Green Wednesday: Crested Wood Partridge (in a pear tree….maybe not!)

on 19 Dec 2012 
Male

The Crested Partridge (Rollulus rouloul) is a gamebird in the pheasant family Phasianidae of the order Galliformes, gallinaceous birds. It is the only member of the genus Rollulus.

This small partridge is a resident breeder in lowland rainforests in south Burma, south Thailand, Malaysia, Sumatra and Borneo. Its nest is a ground scrape lined with leaves, which is concealed under a heap of leaf litter. Five or six white eggs are incubated for 18 days.
Unusually for a galliform species, the young are fed bill-to-bill by both parents instead of pecking from the ground, and although precocial, they roost in the nest while small.

Crested Partridge is a rotund short-tailed bird, 25 cm in length, with the male marginally larger than the female. Both sexes have a scarlet patch of bare skin around the eye and red legs without a spur or hind toe.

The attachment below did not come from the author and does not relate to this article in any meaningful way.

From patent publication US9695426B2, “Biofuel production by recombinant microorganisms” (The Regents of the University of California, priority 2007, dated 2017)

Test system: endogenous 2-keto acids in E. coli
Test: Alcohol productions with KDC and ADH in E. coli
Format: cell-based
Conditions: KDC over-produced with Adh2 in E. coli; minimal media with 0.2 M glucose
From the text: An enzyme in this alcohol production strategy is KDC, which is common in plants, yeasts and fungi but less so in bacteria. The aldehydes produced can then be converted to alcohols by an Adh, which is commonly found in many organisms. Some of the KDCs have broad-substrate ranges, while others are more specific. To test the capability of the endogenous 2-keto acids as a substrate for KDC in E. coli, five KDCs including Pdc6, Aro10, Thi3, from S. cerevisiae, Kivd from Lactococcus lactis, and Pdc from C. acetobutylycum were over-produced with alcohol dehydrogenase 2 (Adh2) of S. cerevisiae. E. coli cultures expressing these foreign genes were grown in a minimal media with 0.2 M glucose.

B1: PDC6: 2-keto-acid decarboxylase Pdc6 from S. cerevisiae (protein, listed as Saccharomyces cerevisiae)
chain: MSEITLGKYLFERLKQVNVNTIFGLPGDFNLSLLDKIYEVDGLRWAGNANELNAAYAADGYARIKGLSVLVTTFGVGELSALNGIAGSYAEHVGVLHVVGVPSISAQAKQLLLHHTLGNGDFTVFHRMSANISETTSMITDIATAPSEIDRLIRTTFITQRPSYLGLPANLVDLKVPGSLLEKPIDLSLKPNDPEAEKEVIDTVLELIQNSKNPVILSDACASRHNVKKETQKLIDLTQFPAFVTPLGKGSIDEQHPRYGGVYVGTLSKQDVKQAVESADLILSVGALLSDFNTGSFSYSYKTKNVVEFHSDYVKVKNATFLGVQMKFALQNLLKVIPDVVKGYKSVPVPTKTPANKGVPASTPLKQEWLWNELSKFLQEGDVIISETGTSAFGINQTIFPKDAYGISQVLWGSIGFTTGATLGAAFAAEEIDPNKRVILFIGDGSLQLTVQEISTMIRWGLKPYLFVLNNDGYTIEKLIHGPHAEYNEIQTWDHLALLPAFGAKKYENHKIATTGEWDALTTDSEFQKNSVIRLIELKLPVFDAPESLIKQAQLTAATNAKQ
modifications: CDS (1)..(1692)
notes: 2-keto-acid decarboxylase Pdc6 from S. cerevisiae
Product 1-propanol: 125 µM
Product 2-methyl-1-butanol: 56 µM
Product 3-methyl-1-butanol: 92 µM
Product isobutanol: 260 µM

The Crested Partridge is usually seen singly or in pairs as it uses its feet to probe the forest floor for fruit, seeds and invertebrates. When disturbed, it prefers to run but if necessary it flies a short distance on its rounded wings.

There is some concern about the effect of habitat destruction on this bird, especially with regard to logging. However, it seems to be somewhat more adaptable than other southeast Asian pheasants. The Crested Wood Partridge is evaluated as Near Threatened on the IUCN Red List of Threatened Species.

New phrase to introduce into Christmas gathering conversation…
Viz migging is the pastime of watching and counting the numbers of birds flying overhead when migrating - visible migration, hence viz migging.

And a Merry Christmas and Happy New Year from Green Wednesday!

Male